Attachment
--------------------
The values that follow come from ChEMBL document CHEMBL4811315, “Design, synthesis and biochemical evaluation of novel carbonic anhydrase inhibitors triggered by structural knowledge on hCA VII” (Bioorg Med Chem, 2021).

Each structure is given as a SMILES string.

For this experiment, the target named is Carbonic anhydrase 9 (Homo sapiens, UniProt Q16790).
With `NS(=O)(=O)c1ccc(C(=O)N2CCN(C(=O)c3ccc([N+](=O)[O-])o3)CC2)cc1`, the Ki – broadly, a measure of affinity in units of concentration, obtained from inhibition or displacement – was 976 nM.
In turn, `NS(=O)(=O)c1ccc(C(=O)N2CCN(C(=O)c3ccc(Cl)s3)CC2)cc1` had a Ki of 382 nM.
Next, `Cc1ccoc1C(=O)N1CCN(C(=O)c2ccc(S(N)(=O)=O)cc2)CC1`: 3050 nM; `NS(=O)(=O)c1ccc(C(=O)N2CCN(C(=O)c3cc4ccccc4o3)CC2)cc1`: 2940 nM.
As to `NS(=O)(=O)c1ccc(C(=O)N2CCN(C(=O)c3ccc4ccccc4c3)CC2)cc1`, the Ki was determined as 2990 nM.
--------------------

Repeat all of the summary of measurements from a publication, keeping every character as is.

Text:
The values that follow come from ChEMBL document CHEMBL4811315, “Design, synthesis and biochemical evaluation of novel carbonic anhydrase inhibitors triggered by structural knowledge on hCA VII” (Bioorg Med Chem, 2021).

Each structure is given as a SMILES string.

For this experiment, the target named is Carbonic anhydrase 9 (Homo sapiens, UniProt Q16790).
With `NS(=O)(=O)c1ccc(C(=O)N2CCN(C(=O)c3ccc([N+](=O)[O-])o3)CC2)cc1`, the Ki – broadly, a measure of affinity in units of concentration, obtained from inhibition or displacement – was 976 nM.
In turn, `NS(=O)(=O)c1ccc(C(=O)N2CCN(C(=O)c3ccc(Cl)s3)CC2)cc1` had a Ki of 382 nM.
Next, `Cc1ccoc1C(=O)N1CCN(C(=O)c2ccc(S(N)(=O)=O)cc2)CC1`: 3050 nM; `NS(=O)(=O)c1ccc(C(=O)N2CCN(C(=O)c3cc4ccccc4o3)CC2)cc1`: 2940 nM.
As to `NS(=O)(=O)c1ccc(C(=O)N2CCN(C(=O)c3ccc4ccccc4c3)CC2)cc1`, the Ki was determined as 2990 nM.